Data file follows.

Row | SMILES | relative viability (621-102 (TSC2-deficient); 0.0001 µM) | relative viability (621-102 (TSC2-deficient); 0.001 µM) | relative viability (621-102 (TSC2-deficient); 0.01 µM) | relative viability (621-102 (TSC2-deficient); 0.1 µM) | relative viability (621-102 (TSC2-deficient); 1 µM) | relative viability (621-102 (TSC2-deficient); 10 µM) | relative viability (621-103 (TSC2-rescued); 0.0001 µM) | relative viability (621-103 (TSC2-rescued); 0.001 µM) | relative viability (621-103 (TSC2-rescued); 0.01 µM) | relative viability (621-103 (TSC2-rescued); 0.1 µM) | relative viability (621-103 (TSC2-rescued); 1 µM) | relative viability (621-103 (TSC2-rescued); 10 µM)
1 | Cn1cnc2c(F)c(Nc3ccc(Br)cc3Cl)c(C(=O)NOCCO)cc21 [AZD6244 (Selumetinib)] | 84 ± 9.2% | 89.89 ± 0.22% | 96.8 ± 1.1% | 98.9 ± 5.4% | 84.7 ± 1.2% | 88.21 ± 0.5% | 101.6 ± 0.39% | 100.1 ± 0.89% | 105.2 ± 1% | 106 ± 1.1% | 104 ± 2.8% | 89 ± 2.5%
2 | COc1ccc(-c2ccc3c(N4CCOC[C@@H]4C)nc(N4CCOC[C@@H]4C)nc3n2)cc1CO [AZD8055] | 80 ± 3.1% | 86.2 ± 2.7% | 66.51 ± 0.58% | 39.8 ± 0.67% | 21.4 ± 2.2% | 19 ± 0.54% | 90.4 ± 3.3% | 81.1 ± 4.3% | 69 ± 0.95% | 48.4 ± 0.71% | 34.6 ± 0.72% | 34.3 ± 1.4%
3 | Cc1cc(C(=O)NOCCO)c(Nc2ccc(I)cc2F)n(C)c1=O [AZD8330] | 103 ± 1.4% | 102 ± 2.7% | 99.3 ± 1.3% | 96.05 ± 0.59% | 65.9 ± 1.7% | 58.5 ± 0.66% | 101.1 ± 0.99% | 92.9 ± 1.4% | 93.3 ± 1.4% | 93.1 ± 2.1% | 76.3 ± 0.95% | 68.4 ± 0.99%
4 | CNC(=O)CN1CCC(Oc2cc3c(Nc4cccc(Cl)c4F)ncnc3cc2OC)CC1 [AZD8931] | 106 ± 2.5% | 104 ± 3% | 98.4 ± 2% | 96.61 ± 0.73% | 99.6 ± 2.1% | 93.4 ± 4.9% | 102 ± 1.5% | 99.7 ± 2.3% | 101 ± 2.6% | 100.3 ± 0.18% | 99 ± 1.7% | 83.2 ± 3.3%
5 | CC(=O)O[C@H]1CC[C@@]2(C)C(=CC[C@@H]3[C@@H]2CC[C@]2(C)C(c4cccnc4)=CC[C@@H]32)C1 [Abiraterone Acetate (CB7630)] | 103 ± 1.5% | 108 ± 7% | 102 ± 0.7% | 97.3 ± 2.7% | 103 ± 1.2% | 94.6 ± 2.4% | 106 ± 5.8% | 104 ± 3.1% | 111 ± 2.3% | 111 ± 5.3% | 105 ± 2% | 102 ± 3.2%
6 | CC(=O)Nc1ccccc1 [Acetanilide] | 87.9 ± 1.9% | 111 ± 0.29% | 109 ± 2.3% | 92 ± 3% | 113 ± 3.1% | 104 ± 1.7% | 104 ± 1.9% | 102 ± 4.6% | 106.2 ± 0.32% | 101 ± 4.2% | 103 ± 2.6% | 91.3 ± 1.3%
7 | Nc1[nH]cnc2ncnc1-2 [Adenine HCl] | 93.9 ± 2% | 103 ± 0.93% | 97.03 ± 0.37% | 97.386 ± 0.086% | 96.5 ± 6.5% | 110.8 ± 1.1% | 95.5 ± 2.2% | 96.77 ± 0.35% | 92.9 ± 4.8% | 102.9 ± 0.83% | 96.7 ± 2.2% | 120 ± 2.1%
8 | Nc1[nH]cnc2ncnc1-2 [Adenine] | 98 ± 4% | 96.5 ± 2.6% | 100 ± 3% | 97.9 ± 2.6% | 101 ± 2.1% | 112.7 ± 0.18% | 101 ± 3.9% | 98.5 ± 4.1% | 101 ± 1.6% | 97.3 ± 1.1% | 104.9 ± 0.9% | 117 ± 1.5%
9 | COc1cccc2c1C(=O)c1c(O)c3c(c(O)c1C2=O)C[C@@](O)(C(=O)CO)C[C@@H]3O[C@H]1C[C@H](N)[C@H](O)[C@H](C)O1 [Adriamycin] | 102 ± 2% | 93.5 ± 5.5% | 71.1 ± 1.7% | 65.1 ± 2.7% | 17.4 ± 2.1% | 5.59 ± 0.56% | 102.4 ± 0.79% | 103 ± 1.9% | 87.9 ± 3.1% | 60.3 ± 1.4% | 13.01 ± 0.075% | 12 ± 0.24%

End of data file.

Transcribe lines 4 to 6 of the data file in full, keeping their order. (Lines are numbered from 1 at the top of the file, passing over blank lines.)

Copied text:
3 | Cc1cc(C(=O)NOCCO)c(Nc2ccc(I)cc2F)n(C)c1=O [AZD8330] | 103 ± 1.4% | 102 ± 2.7% | 99.3 ± 1.3% | 96.05 ± 0.59% | 65.9 ± 1.7% | 58.5 ± 0.66% | 101.1 ± 0.99% | 92.9 ± 1.4% | 93.3 ± 1.4% | 93.1 ± 2.1% | 76.3 ± 0.95% | 68.4 ± 0.99%
4 | CNC(=O)CN1CCC(Oc2cc3c(Nc4cccc(Cl)c4F)ncnc3cc2OC)CC1 [AZD8931] | 106 ± 2.5% | 104 ± 3% | 98.4 ± 2% | 96.61 ± 0.73% | 99.6 ± 2.1% | 93.4 ± 4.9% | 102 ± 1.5% | 99.7 ± 2.3% | 101 ± 2.6% | 100.3 ± 0.18% | 99 ± 1.7% | 83.2 ± 3.3%
5 | CC(=O)O[C@H]1CC[C@@]2(C)C(=CC[C@@H]3[C@@H]2CC[C@]2(C)C(c4cccnc4)=CC[C@@H]32)C1 [Abiraterone Acetate (CB7630)] | 103 ± 1.5% | 108 ± 7% | 102 ± 0.7% | 97.3 ± 2.7% | 103 ± 1.2% | 94.6 ± 2.4% | 106 ± 5.8% | 104 ± 3.1% | 111 ± 2.3% | 111 ± 5.3% | 105 ± 2% | 102 ± 3.2%